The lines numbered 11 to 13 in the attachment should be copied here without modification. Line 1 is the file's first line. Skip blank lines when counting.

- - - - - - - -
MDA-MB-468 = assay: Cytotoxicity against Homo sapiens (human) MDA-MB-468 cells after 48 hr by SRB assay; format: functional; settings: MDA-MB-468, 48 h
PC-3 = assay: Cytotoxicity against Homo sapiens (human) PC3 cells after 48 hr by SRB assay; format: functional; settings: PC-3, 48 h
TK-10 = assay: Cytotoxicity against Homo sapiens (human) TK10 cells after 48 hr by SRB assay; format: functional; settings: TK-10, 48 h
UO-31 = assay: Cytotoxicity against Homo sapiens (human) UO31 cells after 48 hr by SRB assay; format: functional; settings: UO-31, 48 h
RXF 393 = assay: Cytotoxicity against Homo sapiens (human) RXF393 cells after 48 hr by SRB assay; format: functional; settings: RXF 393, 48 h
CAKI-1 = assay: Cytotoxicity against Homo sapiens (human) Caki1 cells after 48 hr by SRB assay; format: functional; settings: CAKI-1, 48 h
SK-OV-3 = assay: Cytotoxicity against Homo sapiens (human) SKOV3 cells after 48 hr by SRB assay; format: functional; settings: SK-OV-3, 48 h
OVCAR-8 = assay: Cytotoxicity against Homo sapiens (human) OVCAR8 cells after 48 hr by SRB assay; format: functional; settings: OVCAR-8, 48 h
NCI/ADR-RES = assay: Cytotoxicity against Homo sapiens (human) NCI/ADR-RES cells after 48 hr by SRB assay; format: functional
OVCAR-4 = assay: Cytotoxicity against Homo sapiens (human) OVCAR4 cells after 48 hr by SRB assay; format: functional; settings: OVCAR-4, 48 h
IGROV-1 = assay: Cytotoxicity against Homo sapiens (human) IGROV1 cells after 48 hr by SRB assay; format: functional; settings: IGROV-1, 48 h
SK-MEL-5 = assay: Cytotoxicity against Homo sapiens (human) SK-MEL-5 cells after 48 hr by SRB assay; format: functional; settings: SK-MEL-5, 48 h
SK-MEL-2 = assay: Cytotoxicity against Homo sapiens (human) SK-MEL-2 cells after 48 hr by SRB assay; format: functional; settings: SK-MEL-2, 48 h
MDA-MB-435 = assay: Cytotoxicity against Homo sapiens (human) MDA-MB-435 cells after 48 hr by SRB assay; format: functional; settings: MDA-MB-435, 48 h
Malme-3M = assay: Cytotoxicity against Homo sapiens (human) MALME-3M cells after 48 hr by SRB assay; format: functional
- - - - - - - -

IGROV-1 = assay: Cytotoxicity against Homo sapiens (human) IGROV1 cells after 48 hr by SRB assay; format: functional; settings: IGROV-1, 48 h
SK-MEL-5 = assay: Cytotoxicity against Homo sapiens (human) SK-MEL-5 cells after 48 hr by SRB assay; format: functional; settings: SK-MEL-5, 48 h
SK-MEL-2 = assay: Cytotoxicity against Homo sapiens (human) SK-MEL-2 cells after 48 hr by SRB assay; format: functional; settings: SK-MEL-2, 48 h